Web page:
You can teach an old cat new tricks

  Tips for older cats  In our later years, we all need a little extra help with things that used to come easily. Just ask your older relatives! As the years go by, your cat’s joints may stiffen due to arthritis and prevent them from climbing in and out of a tray with high sides. Their eyesight may not be what it once was. And they may not be able to jump up to a litter tray in a high place like they once could. Help your older cat by making the litter tray more easily accessible. Choose one with lower sides that’s easier to climb into. Pop it in an easy-to-reach place. And show them where it is, so they’ll know how to get back into old habits. White and br

Has one of your other cats staked their claim on a shared litter tray?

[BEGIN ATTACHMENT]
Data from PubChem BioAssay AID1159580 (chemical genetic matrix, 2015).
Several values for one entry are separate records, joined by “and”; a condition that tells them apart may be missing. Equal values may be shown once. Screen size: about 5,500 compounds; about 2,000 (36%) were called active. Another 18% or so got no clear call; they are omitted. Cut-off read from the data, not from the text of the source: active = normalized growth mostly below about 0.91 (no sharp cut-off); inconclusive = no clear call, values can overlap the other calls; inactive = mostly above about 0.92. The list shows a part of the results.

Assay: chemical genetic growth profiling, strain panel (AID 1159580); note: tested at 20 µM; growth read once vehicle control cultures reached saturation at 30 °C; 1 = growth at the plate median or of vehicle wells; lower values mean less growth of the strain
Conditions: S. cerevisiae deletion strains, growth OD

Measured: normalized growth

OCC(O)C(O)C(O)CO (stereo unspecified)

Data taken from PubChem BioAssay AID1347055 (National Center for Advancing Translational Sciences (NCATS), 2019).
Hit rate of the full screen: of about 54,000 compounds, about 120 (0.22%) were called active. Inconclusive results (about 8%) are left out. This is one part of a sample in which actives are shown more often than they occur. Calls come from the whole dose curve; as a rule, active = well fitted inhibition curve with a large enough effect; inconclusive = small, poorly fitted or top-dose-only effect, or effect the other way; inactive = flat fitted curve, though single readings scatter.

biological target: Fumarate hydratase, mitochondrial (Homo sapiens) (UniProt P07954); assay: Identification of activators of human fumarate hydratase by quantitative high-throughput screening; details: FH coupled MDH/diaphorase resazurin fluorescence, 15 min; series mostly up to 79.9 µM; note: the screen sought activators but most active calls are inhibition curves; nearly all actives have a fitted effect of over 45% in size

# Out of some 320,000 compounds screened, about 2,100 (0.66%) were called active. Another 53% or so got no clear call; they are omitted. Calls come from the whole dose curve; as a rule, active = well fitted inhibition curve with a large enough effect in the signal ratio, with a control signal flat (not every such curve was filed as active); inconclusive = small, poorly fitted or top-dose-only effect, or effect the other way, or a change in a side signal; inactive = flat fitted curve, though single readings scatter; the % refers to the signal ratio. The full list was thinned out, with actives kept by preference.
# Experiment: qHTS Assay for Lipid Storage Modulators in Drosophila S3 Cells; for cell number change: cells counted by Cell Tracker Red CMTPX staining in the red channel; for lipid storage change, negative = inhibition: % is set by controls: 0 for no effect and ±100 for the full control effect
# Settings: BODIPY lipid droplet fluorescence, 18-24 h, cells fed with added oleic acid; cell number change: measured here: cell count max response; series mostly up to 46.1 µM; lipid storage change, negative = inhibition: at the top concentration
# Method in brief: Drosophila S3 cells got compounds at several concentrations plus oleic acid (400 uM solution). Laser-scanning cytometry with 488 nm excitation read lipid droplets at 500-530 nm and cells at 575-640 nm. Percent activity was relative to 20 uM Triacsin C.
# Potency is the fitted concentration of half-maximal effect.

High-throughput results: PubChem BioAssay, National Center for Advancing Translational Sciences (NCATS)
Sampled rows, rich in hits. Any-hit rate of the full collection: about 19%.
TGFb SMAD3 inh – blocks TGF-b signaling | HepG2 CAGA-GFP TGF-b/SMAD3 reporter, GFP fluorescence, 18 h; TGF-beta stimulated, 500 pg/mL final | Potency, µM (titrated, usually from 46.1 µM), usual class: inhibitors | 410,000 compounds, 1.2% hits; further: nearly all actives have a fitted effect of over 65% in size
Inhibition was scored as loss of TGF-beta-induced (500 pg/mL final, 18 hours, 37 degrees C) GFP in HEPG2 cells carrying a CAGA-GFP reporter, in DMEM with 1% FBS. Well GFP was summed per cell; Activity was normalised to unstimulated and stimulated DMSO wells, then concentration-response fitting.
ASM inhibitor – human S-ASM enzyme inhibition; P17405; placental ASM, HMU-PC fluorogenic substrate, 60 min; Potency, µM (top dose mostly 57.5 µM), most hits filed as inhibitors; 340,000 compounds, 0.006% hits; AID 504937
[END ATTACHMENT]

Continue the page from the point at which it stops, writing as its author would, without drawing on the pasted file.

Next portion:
Got company? In homes with more than one cat, it’s essential to make sure everyone has enough space to go about their business in peace. If one of your cats decides to become territorial over a shared tray, it’s no wonder that the others would go outside the litter tray. Cats sometimes need privacy just like us humans! Every cat and home is different but, in general, we recommend one litter tray per cat, plus one spare. If you have three cats, that means four litter trays. Place them in different areas of your home so that they won’t feel threatened or closed-in when they’re trying to go.

Has something happened at home to spook your cat?